She Went Where Spanx Wouldn’t Go
An Unlikely Entrepreneur Enters the “Schmatta Business”
Wells $treet loves entrepreneurs with crazy ideas. Nothing inspires me more than someone who solves a problem that no one’s addressed, and then turns that solution into a million-dollar reality.
Please share this story with anyone you know who dreams big. No idea is too offbeat to soar.
Chafing is real. We need to stop chafe-shaming.
Friction between inner thighs affects women of all sizes (and men, too).
Marnie Rabinovitch Consky couldn’t take it anymore. She became weary of wearing bike shorts under her sundresses. Baby powder and gels didn’t do the job — “I must sweat a lot.” Shapewear was too constricting and uncomfortable.
So Marnie went looking for a solution. She wanted shorts that were comfortable, breathable, moisture-wicking, and felt invisible when you wore them. Maybe something like boxer briefs, except for women.
But she couldn’t find them anywhere. Not even at Spanx (we’ll get to Spanx in a minute).
So she did something unexpected. Marnie started an undergarment manufacturing company called Thigh Society. It’s the first company to sell anti-chafing shorts in a wide variety of sizes.
Projected sales this year will hit $9 million.
“You can make a really good living from a niche business,” Marnie tells me inside her distribution facility near Toronto. “Not everyone needs to be the next unicorn company that makes billions and billions of dollars.”
The Reluctant Entrepreneur
Marnie was fixated on dieting and weight loss as a kid in Montreal. “I grew up in that generation of Seventeen magazine and WeightWatchers and Nutrisystem.” Her mother was “a chronic dieter.” (Jane: If I had a dollar for every time I was going to lose five pounds via Paleo or Keto…)
Marnie thought she might become a dietician or nutritionist, but she ended up studying business in college and opening a tutoring company on the side. After graduation, Marnie worked for Accenture as a consultant. Her career eventually moved into HR, and then she worked for the Ontario government — a job she soon realized that she hated. “I had to move employees around who were, like, sleeping at their desks.”
In June, 2008, it was still chilly in Canada, and Marnie became excited when the weather turned warm one day. She could finally wear a dress bare-legged, without tights.
“At lunch I was walking around downtown [Toronto] near my office, and literally within minutes, I started to feel this all-too-familiar feeling of my thighs rubbing together,” she recalls. “And I thought, ’Oh my god, crap.’”
Marnie “waddled” to the nearest pharmacy and bought some baby powder, then returned to work. She applied the powder to her inner thighs in the office bathroom. “I was wearing a black dress, of course, and made a mess with powder marks.”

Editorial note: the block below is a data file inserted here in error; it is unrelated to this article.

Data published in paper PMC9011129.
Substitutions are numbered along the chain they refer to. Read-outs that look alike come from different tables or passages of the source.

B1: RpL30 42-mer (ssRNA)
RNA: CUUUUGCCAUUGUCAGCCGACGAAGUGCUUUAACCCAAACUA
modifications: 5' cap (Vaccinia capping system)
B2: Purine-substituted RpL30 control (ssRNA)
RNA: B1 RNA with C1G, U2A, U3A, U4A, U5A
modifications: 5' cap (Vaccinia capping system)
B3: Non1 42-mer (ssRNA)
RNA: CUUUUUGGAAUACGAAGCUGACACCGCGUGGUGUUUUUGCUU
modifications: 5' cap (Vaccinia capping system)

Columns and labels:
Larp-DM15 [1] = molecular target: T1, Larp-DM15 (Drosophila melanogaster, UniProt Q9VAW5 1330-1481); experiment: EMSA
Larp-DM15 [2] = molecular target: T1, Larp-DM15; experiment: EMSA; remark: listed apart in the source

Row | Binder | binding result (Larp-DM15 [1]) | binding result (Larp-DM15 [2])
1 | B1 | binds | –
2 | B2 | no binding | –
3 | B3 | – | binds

The experience infuriated her. “I was literally shaking my fist in the bathroom, like, ‘There has to be a better way!’”
Marnie’s first solution was to wear some old bike shorts, but she also began searching online for an anti-chafing product. “I refused to believe that it didn’t exist.”
It didn’t exist.
Marnie began doing some market research, and she discovered that undergarments which might work were only available in plus sizes — starting at size 16 — as if smaller people didn’t have chafing issues (they do). She went to local boutiques and queried owners whether women ever asked for anti-chafing shorts. The answer was yes. Did they have such a product? No.
One day, Marnie was looking for solutions in the men’s underwear section of a large department store when a saleswoman approached her. The woman leaned in and quietly asked, “Excuse me, honey, are you shopping for someone else or for yourself?” Marnie explained that she was shopping for herself. It turns out the woman was a sales rep for Stanfield’s, a large men’s-underwear brand. The woman told her, “Every time I’m here, I always meet a woman in the men’s underwear section looking for something to wear.”
It stopped Marnie cold. “I still get chills thinking about that moment, because it was in that moment when I thought, ‘You know what? I owe it to myself to explore this more.’” (Jane: I wonder where that sales rep is now… )
But Marnie wasn’t ready to take on the hard work of starting an apparel company from nothing. “I would call myself a reluctant entrepreneur, a very risk-averse person by nature.” Yet she quit her government job in August 2008 and lived off savings for a while so she could explore next steps.
The Spanx Email
One would think Spanx would be all over this market segment, right?
“Spanx is the elephant in the room,” Marnie says when I ask her about the shapewear behemoth. (“I am not a shapewear lover,” she admits. “You feel like a sausage in casing.”)